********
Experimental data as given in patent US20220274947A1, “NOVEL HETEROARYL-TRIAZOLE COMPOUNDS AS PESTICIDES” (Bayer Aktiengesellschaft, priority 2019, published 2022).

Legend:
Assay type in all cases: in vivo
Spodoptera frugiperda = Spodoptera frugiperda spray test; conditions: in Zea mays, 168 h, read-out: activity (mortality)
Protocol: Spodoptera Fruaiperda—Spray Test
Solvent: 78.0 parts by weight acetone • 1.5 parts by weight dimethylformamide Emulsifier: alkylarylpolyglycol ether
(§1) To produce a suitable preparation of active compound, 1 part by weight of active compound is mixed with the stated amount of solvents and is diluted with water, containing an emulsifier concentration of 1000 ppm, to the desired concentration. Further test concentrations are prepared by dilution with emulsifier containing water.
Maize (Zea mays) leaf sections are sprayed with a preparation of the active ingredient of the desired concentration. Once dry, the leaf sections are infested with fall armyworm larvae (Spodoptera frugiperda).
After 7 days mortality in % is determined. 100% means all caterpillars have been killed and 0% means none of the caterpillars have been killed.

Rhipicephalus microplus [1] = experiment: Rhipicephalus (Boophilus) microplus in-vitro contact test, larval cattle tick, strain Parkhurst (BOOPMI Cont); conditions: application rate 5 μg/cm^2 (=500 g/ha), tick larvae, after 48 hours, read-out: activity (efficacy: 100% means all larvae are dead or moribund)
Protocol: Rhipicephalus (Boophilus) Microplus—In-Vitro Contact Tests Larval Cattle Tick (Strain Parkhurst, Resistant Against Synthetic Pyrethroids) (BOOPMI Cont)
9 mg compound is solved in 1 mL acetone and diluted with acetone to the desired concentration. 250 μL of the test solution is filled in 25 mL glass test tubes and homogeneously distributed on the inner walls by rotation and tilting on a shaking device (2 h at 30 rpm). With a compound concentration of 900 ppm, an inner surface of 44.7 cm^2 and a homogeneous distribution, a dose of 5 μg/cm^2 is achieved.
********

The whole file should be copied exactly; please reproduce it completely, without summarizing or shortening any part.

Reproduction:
Experimental data as given in patent US20220274947A1, “NOVEL HETEROARYL-TRIAZOLE COMPOUNDS AS PESTICIDES” (Bayer Aktiengesellschaft, priority 2019, published 2022).

Legend:
Assay type in all cases: in vivo
Spodoptera frugiperda = Spodoptera frugiperda spray test; conditions: in Zea mays, 168 h, read-out: activity (mortality)
Protocol: Spodoptera Fruaiperda—Spray Test
Solvent: 78.0 parts by weight acetone • 1.5 parts by weight dimethylformamide Emulsifier: alkylarylpolyglycol ether
(§1) To produce a suitable preparation of active compound, 1 part by weight of active compound is mixed with the stated amount of solvents and is diluted with water, containing an emulsifier concentration of 1000 ppm, to the desired concentration. Further test concentrations are prepared by dilution with emulsifier containing water.
Maize (Zea mays) leaf sections are sprayed with a preparation of the active ingredient of the desired concentration. Once dry, the leaf sections are infested with fall armyworm larvae (Spodoptera frugiperda).
After 7 days mortality in % is determined. 100% means all caterpillars have been killed and 0% means none of the caterpillars have been killed.

Rhipicephalus microplus [1] = experiment: Rhipicephalus (Boophilus) microplus in-vitro contact test, larval cattle tick, strain Parkhurst (BOOPMI Cont); conditions: application rate 5 μg/cm^2 (=500 g/ha), tick larvae, after 48 hours, read-out: activity (efficacy: 100% means all larvae are dead or moribund)
Protocol: Rhipicephalus (Boophilus) Microplus—In-Vitro Contact Tests Larval Cattle Tick (Strain Parkhurst, Resistant Against Synthetic Pyrethroids) (BOOPMI Cont)
9 mg compound is solved in 1 mL acetone and diluted with acetone to the desired concentration. 250 μL of the test solution is filled in 25 mL glass test tubes and homogeneously distributed on the inner walls by rotation and tilting on a shaking device (2 h at 30 rpm). With a compound concentration of 900 ppm, an inner surface of 44.7 cm^2 and a homogeneous distribution, a dose of 5 μg/cm^2 is achieved.